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Why are the values for sums of squares the same for A, B and F across all models despite having different model structure? Why are the residual sum of squares zero?

I recognize that res was simulated to depend on A, B and their interaction term A*B and the F is a correlated variable with A, But I cannot make sense of sum of squares residuals = 0 or why the sum of squares do not change for the fixed variables.

Simulated Data

alpha = 1
beta1 = 2
beta2 = -1
beta3 = -2
set.seed(786)
A = c(rep(c(0), 500), rep(c(1), 500)) 
B = rep(c(rep(c(0), 250), rep(c(1), 250)), 2) 
e = rnorm(1000, 10, sd=2)  
res = alpha + beta1*A + beta2*B + beta3*A*B + e 
z_res= (res - mean(res)) / sd(res)
F <- ifelse(A==0, res+2 , res-2) 
dat<-as.data.frame(cbind(A,B,F, z_res))

Various models

mod <- aov(z_res ~ A + B+ F, data=dat)
summary(mod)

mod<-aov(z_res ~ A + B + A*B+ A*F, data=dat)
summary(mod)

mod<-aov(z_res ~ A + B +A*F, data=dat)
summary(mod)
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1 Answer 1

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Obviously, you can exactly predict the value of z_res from A and F alone, because you define

z_res= (res - mean(res)) / sd(res)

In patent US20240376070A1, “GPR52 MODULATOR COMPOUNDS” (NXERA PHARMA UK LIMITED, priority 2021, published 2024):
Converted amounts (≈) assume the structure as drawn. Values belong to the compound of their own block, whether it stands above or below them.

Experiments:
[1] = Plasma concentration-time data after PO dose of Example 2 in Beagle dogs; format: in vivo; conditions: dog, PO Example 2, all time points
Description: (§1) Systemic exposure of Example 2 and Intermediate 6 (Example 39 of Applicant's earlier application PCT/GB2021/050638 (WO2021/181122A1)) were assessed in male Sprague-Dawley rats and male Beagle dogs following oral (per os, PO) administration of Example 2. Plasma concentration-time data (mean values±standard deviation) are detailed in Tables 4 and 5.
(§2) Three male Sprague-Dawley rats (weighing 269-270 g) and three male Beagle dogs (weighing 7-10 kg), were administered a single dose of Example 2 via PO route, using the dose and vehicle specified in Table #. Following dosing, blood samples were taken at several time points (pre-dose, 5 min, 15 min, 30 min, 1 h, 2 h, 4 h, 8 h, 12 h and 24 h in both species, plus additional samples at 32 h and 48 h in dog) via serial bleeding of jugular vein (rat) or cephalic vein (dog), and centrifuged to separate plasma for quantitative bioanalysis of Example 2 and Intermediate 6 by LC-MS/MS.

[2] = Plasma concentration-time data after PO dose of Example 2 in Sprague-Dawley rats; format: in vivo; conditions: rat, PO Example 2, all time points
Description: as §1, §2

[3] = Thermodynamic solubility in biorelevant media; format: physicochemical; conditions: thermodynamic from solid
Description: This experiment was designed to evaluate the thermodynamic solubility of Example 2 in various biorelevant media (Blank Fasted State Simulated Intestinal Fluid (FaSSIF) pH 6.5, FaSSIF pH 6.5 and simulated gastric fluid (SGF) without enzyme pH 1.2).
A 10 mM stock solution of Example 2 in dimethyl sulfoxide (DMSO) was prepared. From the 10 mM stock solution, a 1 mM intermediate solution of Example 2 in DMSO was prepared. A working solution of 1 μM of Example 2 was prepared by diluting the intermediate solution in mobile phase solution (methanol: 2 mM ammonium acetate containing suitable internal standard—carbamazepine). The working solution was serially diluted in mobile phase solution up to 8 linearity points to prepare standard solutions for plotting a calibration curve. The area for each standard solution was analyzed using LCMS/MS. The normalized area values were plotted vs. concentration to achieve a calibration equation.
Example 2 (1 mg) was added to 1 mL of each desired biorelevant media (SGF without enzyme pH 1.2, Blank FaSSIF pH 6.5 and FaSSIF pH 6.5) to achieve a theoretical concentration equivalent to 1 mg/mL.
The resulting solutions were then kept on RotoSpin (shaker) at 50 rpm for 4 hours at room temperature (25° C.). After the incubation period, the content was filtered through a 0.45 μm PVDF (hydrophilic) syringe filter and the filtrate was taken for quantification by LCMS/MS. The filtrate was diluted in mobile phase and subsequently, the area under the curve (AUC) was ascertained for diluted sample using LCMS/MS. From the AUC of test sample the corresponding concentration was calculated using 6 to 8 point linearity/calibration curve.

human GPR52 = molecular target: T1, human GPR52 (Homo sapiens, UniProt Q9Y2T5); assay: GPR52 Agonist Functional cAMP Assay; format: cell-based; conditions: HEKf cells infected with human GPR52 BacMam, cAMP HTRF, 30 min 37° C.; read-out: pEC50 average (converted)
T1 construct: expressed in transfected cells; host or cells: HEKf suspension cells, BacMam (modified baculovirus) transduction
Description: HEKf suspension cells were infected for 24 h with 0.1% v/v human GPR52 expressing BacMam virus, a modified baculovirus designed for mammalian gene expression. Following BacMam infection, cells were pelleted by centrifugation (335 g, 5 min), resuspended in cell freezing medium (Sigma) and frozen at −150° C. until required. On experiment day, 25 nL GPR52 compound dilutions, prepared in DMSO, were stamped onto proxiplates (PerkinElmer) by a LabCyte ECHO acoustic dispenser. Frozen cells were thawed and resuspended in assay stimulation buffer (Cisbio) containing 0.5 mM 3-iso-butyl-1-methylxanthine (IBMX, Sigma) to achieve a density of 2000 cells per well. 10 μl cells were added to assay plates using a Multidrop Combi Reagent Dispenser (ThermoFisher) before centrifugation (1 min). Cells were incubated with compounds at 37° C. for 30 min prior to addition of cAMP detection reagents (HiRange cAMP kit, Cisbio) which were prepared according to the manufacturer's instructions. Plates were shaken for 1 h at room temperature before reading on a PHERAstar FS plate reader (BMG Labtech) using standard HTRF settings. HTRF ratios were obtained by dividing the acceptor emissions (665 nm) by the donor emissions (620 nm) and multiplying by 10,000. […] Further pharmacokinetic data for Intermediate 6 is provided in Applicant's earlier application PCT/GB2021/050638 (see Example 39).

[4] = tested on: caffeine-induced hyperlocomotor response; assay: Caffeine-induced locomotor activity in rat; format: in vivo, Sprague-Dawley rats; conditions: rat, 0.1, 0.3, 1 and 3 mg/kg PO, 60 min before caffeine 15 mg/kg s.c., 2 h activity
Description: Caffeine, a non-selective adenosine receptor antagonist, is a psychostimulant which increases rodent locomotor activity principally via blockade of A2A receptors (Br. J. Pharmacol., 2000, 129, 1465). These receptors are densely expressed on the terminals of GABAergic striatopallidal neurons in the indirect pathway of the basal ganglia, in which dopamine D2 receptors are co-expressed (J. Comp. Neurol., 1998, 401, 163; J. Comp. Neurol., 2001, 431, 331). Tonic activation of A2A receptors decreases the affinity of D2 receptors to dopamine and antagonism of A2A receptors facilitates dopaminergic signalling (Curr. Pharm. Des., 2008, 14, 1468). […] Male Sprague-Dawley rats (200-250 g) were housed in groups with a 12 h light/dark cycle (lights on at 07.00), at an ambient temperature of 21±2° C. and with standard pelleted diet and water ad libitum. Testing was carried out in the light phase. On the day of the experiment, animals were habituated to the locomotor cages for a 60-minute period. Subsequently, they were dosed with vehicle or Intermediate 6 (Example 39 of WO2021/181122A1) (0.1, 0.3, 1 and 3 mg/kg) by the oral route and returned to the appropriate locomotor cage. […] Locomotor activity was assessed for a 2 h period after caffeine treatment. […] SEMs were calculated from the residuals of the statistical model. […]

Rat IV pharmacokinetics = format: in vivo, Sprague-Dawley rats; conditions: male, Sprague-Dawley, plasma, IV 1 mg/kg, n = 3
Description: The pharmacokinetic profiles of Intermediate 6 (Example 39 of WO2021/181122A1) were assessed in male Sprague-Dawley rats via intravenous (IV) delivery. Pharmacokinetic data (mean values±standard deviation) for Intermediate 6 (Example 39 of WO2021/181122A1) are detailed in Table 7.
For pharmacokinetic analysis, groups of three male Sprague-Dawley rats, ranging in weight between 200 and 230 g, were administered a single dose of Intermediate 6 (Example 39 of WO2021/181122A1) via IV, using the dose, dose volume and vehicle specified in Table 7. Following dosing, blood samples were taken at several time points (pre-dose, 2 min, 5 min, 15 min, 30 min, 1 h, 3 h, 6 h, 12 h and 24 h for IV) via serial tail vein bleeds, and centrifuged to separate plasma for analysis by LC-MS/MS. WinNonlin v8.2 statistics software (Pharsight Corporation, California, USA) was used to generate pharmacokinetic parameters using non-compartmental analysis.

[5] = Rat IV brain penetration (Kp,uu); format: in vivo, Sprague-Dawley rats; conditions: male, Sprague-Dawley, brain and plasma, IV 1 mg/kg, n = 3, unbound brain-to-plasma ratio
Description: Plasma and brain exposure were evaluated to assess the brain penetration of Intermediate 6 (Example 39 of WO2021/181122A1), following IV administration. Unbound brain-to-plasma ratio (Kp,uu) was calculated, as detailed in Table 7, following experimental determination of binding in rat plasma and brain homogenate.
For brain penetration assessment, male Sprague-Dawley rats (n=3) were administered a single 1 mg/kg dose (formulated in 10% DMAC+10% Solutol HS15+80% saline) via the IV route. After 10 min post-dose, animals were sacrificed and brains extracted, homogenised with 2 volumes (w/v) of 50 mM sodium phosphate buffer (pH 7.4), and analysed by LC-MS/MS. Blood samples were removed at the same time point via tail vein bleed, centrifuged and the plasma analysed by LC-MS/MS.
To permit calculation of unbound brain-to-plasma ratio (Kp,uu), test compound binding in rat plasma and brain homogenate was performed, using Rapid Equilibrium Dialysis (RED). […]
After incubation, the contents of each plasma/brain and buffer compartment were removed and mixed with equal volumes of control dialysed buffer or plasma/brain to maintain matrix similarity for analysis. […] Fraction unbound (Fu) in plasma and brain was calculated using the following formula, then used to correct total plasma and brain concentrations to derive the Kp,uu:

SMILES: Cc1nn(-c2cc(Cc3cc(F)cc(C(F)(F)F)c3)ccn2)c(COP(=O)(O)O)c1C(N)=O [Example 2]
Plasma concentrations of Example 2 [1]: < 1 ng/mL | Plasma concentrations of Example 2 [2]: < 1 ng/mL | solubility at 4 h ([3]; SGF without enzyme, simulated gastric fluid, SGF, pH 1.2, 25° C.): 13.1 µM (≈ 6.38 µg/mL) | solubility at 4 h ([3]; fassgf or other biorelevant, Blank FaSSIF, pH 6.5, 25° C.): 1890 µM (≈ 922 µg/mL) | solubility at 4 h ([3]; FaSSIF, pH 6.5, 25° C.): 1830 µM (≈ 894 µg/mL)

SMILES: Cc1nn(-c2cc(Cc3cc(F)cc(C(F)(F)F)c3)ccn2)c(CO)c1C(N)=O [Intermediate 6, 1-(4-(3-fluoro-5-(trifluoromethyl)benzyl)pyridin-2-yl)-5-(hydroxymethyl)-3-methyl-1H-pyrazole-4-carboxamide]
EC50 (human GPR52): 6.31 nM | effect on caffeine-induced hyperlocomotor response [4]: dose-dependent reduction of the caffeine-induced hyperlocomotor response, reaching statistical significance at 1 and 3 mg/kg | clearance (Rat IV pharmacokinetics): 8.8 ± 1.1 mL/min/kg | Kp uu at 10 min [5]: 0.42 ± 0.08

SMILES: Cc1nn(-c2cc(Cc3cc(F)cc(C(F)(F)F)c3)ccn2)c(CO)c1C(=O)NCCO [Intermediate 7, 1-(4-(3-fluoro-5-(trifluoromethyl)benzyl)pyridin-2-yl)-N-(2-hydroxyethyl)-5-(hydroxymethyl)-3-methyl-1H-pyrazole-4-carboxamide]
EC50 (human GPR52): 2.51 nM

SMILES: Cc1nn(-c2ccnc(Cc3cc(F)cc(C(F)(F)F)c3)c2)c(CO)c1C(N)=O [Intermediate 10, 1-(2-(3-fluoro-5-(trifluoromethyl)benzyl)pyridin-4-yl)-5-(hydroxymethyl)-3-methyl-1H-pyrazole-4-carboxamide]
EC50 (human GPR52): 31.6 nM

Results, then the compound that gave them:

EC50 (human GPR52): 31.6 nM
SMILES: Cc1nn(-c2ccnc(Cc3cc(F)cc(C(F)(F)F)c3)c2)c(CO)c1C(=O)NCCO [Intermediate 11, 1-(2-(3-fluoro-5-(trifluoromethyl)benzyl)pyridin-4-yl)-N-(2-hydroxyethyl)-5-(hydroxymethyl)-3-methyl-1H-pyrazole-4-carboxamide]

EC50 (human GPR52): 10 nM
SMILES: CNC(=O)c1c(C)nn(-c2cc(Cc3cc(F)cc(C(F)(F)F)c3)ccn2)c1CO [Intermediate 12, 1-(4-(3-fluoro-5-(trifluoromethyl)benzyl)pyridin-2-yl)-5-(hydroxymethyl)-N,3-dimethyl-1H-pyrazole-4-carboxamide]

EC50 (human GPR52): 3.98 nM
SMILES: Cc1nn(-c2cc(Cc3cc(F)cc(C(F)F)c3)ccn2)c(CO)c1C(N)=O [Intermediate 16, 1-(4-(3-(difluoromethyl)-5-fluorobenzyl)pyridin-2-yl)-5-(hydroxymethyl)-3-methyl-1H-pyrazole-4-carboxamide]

F <- ifelse(A==0, res+2 , res-2)

The corresponding model z_res ~ A + F gives $R^2=1$ and thus a prefect fit, as it should be. For convenience, let z := z_res and y := res. Then you have defined: $$z = \frac{y-c}{d} \quad\mbox{and}\quad F = y + 2 - 4\cdot A$$ It follows that $$z = \frac{F -2 + 4\cdot A -c}{d}=\beta_0 + \beta_1 F + \beta_2 A$$

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  • $\begingroup$ It is not clear to me why those definitions lead to all the variation in z_res being accounted for by A and F. I realize that may be obvious to others but I am not seeing it. If res = alpha + beta1*A + beta2*B + beta3*A*B + e and z_res is the standardized version of that, why do F and A account for all the variation in z_res if F was never in the model for res? I would have expected a model with A*B to account for more variation in z_res since that was in the model for res. $\endgroup$
    – WabiSabi
    Feb 16, 2022 at 17:15
  • $\begingroup$ @WabiSabi I have edited my answer and written down the formula that your code defines. As you are a new contributor, here is a hint: if a question is resolved, do not forget to accept the answer so that the question no longer appears in the unanswered questions. $\endgroup$
    – cdalitz
    Feb 16, 2022 at 21:01

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